When printing this page, you must include the entire legal notice.
Origins "Nihilism" comes from the Latin nihil, or nothing, which means not anything, that which does not exist. It appears in the verb "annihilate," meaning to bring to nothing, to destroy completely.
Early in the nineteenth century, Friedrich Jacobi used the word to negatively characterize transcendental idealism. It only became popularized, however, after its appearance in Ivan Turgenev's novel Fathers and Sons where he used "nihilism" to describe the crude scientism espoused by his character Bazarov who preaches a creed of total negation.
In Russia, nihilism became identified with a loosely organized revolutionary movement C. In his early writing, anarchist leader Mikhael Bakunin composed the notorious entreaty still identified with nihilism: The movement advocated a social arrangement based on rationalism and materialism as the sole source of knowledge and individual freedom as the highest goal.
By rejecting man's spiritual essence in favor of a solely materialistic one, nihilists denounced God and religious authority as antithetical to freedom. The movement eventually deteriorated into an ethos of subversion, destruction, and anarchy, and by the late s, a nihilist was anyone associated with clandestine political groups advocating terrorism and assassination.
The earliest philosophical positions associated with what could be characterized as a nihilistic outlook are those of the Skeptics. Because they denied the possibility of certainty, Skeptics could denounce traditional truths as unjustifiable opinions.
Extreme skepticism, then, is linked to epistemological nihilism which denies the possibility of knowledge and truth; this form of nihilism is currently identified with postmodern antifoundationalism. Nihilism, in fact, can be understood in several different ways.
Political Nihilism, as noted, is associated with the belief that the destruction of all existing political, social, and religious order is a prerequisite for any future improvement.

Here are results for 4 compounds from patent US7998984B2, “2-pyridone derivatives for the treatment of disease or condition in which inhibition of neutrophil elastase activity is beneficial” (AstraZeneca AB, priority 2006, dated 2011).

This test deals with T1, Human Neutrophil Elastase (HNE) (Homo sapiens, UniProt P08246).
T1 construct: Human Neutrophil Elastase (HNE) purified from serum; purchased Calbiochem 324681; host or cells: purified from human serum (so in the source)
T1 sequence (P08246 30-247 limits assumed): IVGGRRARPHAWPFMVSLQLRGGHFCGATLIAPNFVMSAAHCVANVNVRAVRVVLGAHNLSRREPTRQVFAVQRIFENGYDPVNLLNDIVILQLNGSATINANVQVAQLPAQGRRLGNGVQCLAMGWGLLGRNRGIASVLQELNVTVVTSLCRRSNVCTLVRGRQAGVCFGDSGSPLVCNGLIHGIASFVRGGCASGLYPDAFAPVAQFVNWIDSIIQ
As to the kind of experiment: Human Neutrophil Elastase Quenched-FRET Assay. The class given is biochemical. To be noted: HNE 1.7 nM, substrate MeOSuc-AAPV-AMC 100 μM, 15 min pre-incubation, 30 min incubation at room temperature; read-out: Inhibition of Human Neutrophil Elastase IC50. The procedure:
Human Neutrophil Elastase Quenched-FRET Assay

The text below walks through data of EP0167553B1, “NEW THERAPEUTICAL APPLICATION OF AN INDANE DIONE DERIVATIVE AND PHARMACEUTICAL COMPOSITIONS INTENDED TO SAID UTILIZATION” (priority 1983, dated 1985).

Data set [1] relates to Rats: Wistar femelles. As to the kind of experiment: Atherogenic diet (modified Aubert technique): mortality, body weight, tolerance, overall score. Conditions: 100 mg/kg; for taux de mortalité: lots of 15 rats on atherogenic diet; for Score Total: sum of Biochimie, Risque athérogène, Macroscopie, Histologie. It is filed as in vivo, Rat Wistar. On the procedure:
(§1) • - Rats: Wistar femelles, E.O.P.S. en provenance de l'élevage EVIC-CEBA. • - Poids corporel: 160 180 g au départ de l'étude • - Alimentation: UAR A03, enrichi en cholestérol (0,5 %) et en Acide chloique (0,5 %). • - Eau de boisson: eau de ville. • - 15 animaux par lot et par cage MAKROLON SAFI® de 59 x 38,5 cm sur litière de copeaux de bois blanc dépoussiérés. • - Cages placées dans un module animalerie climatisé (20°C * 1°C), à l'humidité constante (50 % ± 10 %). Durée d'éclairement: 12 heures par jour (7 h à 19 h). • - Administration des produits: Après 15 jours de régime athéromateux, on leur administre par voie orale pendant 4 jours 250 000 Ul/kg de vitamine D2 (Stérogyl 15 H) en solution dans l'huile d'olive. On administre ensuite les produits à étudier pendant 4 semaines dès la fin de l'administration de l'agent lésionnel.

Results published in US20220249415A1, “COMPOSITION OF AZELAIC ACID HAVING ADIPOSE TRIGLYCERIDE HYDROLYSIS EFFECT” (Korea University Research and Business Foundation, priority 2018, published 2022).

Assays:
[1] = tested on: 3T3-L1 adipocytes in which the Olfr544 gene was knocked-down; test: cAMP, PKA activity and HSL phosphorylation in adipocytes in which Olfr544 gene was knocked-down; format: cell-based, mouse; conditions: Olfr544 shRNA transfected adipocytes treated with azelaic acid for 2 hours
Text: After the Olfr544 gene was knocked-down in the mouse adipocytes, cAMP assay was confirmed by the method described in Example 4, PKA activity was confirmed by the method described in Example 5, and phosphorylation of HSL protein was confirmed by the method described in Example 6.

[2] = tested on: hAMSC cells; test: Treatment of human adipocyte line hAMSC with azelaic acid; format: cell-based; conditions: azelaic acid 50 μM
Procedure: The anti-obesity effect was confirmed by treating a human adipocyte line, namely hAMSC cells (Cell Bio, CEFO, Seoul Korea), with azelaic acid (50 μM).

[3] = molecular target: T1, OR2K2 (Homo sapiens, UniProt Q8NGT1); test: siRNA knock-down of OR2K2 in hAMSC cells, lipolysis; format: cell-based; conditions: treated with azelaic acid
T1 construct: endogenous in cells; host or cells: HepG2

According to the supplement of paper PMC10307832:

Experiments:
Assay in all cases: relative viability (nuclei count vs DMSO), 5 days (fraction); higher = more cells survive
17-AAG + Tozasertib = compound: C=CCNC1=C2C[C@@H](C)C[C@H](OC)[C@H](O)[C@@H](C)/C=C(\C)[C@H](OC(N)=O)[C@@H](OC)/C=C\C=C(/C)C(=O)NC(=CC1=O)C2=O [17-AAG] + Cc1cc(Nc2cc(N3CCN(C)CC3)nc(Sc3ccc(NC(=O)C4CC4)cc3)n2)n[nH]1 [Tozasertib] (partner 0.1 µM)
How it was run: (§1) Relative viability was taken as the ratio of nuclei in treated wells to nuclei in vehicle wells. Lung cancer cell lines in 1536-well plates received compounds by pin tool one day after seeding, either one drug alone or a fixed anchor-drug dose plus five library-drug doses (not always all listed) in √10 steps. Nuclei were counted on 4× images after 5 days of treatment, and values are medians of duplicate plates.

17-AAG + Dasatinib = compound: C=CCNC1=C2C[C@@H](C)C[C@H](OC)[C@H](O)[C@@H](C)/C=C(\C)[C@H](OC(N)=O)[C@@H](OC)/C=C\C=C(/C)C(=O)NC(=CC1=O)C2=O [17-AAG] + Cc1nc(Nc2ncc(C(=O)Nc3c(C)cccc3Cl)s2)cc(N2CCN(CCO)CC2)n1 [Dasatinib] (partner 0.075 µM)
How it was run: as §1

Ethical nihilism or moral nihilism rejects the possibility of absolute moral or ethical values. Instead, good and evil are nebulous, and values addressing such are the product of nothing more than social and emotive pressures. Existential nihilism is the notion that life has no intrinsic meaning or value, and it is, no doubt, the most commonly used and understood sense of the word today.
Max Stirner's attacks on systematic philosophy, his denial of absolutes, and his rejection of abstract concepts of any kind often places him among the first philosophical nihilists.
For Stirner, achieving individual freedom is the only law; and the state, which necessarily imperils freedom, must be destroyed.
Even beyond the oppression of the state, though, are the constraints imposed by others because their very existence is an obstacle compromising individual freedom.
Thus Stirner argues that existence is an endless "war of each against all" The Ego and its Own, trans. Friedrich Nietzsche and Nihilism Among philosophers, Friedrich Nietzsche is most often associated with nihilism.News.
Lexis Advance has been named the “Best Legal Solution” by the SIIA CODiE Awards.
These premier awards for the software and information industries called out Lexis Advance® vast content, data analytics and visualization tools as cutting-edge and best in the legal industry.
My President Was Black. A history of the first African American White House—and of what came next. You should study the information on writing a thesis/research question on the Dartmouth College Writing Program website at Extended Essay Scoring Rubric - 10 - J: Abstract (Objective 5) Extended Essay Scoring Rubric.
The Online Writing Lab (OWL) at Purdue University houses writing resources and instructional material, and we provide these as a free service of the Writing Lab at Purdue.
About us. John Benjamins Publishing Company is an independent, family-owned academic publisher headquartered in Amsterdam, The Netherlands. More. Paul Kingsnorth is a writer and poet living in Cumbria, England. He is the author of several books, including the poetry collection Kidland and his fictional debut The Wake, winner of the Gordon Burn Prize and the Bookseller Book of the Year Award.
Kingsnorth is the cofounder and director of the Dark Mountain Project, a network of writers, artists, and thinkers.